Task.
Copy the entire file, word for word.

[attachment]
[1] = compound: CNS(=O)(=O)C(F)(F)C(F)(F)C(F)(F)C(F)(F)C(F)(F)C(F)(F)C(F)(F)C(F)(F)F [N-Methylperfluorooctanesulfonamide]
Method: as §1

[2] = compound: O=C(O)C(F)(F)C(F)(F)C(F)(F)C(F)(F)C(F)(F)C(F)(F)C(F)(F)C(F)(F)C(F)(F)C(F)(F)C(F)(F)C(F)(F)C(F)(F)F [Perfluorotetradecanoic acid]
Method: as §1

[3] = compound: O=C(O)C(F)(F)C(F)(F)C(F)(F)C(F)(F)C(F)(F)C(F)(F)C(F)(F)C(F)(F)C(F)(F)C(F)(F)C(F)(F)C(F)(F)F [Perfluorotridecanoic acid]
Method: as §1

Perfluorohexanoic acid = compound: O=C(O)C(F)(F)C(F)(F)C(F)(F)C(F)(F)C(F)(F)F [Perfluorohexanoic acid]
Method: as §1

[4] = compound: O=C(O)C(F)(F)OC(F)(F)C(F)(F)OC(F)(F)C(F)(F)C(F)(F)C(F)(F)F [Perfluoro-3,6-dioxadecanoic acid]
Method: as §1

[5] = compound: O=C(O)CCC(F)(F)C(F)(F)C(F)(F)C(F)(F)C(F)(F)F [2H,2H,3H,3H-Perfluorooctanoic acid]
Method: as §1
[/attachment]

[1] = compound: CNS(=O)(=O)C(F)(F)C(F)(F)C(F)(F)C(F)(F)C(F)(F)C(F)(F)C(F)(F)C(F)(F)F [N-Methylperfluorooctanesulfonamide]
Method: as §1

[2] = compound: O=C(O)C(F)(F)C(F)(F)C(F)(F)C(F)(F)C(F)(F)C(F)(F)C(F)(F)C(F)(F)C(F)(F)C(F)(F)C(F)(F)C(F)(F)C(F)(F)F [Perfluorotetradecanoic acid]
Method: as §1

[3] = compound: O=C(O)C(F)(F)C(F)(F)C(F)(F)C(F)(F)C(F)(F)C(F)(F)C(F)(F)C(F)(F)C(F)(F)C(F)(F)C(F)(F)C(F)(F)F [Perfluorotridecanoic acid]
Method: as §1

Perfluorohexanoic acid = compound: O=C(O)C(F)(F)C(F)(F)C(F)(F)C(F)(F)C(F)(F)F [Perfluorohexanoic acid]
Method: as §1

[4] = compound: O=C(O)C(F)(F)OC(F)(F)C(F)(F)OC(F)(F)C(F)(F)C(F)(F)C(F)(F)F [Perfluoro-3,6-dioxadecanoic acid]
Method: as §1

[5] = compound: O=C(O)CCC(F)(F)C(F)(F)C(F)(F)C(F)(F)C(F)(F)F [2H,2H,3H,3H-Perfluorooctanoic acid]
Method: as §1